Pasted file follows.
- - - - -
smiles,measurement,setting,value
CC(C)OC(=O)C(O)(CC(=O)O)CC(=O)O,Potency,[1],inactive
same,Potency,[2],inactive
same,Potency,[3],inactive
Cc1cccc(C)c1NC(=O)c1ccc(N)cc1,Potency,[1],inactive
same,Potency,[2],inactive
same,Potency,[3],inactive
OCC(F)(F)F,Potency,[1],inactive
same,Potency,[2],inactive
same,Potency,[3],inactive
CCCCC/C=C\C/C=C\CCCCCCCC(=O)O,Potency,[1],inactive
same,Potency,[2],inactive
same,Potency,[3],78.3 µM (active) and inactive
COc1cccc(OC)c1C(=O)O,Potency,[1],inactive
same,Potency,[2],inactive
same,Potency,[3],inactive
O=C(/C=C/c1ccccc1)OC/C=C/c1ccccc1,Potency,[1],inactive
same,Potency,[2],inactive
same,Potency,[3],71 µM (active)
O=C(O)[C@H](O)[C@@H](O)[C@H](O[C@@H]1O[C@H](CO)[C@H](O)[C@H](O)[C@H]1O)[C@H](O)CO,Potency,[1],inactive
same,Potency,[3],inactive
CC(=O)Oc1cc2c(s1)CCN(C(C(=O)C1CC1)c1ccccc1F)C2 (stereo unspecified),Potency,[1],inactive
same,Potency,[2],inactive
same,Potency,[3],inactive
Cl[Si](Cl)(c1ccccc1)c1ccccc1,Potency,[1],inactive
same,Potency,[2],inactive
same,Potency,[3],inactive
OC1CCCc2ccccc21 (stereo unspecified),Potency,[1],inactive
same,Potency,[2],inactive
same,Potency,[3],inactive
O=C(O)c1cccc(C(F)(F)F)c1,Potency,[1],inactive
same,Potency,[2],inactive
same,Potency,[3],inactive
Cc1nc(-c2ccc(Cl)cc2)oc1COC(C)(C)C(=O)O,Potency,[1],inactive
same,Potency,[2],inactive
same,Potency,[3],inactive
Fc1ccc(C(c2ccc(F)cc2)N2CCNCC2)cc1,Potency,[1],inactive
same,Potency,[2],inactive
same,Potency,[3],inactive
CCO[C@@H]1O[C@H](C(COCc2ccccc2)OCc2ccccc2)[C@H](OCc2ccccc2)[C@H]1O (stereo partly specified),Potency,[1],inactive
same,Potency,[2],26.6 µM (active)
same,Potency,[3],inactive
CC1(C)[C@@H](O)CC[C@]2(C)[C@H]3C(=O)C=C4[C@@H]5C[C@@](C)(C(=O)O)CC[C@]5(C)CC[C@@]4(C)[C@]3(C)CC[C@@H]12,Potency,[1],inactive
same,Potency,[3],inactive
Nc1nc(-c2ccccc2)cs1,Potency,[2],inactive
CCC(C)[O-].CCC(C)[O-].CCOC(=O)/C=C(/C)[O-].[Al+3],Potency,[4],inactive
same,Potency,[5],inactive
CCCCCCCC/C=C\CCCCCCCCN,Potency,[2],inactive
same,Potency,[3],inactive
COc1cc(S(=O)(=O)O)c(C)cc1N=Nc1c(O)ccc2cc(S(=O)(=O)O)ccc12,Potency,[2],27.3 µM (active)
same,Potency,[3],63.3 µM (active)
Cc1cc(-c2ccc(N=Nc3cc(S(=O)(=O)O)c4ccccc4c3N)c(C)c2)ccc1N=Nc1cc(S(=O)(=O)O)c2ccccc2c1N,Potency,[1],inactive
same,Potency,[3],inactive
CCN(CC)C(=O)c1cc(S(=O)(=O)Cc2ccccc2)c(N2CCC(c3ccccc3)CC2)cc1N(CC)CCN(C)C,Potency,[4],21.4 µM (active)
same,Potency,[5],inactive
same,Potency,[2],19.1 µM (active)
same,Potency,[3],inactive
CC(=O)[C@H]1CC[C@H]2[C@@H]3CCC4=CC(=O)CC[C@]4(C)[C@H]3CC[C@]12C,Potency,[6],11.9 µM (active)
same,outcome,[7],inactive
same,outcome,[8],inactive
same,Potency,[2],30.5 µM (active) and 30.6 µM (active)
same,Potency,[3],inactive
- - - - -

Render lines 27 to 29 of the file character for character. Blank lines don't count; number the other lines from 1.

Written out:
same,Potency,[3],inactive
OC1CCCc2ccccc21 (stereo unspecified),Potency,[1],inactive
same,Potency,[2],inactive